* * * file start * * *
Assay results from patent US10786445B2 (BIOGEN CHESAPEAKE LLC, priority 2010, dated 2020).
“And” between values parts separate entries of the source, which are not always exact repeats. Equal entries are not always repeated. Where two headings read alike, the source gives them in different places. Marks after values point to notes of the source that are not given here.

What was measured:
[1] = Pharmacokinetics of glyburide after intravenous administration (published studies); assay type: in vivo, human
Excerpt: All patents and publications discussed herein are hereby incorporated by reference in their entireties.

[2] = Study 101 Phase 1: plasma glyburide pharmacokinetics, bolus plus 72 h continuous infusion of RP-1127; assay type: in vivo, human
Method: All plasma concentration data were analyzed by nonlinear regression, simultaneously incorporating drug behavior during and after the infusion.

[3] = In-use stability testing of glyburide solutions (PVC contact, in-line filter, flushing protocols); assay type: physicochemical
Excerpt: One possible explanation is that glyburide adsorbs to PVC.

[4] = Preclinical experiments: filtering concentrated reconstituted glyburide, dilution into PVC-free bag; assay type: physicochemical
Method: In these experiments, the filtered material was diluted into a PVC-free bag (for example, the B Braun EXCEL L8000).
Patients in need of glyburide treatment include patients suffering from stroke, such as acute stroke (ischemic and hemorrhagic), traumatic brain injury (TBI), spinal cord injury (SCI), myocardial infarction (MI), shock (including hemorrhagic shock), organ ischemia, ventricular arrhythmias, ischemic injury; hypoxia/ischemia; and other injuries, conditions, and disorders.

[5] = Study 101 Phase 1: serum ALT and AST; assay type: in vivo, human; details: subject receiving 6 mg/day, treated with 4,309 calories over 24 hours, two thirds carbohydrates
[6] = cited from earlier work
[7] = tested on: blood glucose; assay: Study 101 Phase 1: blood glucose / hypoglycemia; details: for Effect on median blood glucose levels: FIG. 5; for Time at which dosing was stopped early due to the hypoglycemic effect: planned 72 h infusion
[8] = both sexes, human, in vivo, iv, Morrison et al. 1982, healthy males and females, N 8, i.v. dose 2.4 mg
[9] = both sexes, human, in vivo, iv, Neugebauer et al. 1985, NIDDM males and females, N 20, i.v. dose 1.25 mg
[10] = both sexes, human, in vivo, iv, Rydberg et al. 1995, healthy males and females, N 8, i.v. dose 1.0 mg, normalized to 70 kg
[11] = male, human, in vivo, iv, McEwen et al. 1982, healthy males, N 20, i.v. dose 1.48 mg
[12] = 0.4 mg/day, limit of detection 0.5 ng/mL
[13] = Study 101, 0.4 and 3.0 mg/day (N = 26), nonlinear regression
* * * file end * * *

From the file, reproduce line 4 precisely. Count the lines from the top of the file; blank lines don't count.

[1] = Pharmacokinetics of glyburide after intravenous administration (published studies); assay type: in vivo, human